Vivaldi vs Status Quo

It’s often said about Vivaldi that he wrote the same concerto some five hundred times. Well, I remember from my rock days that something strikingly similar was said about Status Quo, that they essentially rewrote the same song ad nauseam. The thing is, Vivaldi somehow remains enjoyable for most of those concertos. The vivacity and energy and harmonic movement of a Vivaldi concerto is so infectious. Status quo’s music plods along with the same three chords, and always with the same rhythmic pattern, the blues shuffle: dum da dum da, dum da dum da. Status Quo do the bare minimum needed to be interesting. Three chords are the fewest needed to create harmonic tension, and the standard blues pattern is all you need to keep a dance rhythm. Vivaldi expanded the possibilities of the concerto, whether it be his excited and quick-changing harmonic rhythms, his melodic inventions (for example his use of compound intervals), his unexpected modulations, or the inclusion of programmatic elements — not to mention the wonderful dynamism present in much of his work. It’s no wonder Bach, for one, took great interest in his works.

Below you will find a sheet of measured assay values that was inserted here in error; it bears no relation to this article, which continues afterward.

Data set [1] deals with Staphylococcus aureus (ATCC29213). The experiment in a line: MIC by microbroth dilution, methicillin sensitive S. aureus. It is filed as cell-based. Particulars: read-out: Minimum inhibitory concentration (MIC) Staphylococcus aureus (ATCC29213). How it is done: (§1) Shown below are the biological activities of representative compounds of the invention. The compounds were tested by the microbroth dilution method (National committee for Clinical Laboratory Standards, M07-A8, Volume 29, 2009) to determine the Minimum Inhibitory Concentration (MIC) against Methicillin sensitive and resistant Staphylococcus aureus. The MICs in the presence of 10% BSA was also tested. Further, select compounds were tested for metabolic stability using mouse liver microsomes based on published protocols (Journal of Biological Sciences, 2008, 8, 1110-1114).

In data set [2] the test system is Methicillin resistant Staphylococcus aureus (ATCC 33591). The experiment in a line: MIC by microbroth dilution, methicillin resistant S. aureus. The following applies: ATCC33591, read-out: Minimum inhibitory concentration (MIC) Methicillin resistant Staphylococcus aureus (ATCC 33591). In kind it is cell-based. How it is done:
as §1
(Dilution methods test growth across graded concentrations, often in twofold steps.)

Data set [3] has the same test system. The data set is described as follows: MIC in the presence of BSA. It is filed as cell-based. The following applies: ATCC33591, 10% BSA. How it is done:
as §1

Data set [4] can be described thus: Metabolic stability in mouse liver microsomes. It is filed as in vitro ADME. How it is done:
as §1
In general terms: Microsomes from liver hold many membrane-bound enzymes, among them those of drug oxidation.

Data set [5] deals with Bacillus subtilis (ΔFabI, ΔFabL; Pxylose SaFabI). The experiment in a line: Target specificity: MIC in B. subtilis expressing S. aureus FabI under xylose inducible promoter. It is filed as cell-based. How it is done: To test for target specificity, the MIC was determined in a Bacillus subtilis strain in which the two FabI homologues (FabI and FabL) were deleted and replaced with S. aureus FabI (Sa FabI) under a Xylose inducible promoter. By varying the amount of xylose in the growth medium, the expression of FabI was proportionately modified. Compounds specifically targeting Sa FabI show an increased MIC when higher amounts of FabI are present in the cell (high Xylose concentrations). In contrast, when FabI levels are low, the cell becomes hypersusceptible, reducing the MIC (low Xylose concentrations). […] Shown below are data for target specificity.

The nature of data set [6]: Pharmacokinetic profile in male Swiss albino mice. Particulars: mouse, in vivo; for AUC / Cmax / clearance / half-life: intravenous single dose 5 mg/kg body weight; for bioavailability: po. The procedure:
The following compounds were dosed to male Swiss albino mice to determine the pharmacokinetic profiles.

Is it an unfair comparison? Nah. It’s just that so few people seem willing to discuss the qualitative differences between musics. People can be so damned egalitarian about it. (See Alex Ross, perhaps.)

Here’s Status Quo playing Caroline:

And Vivaldi’s Mandolin Concerto:


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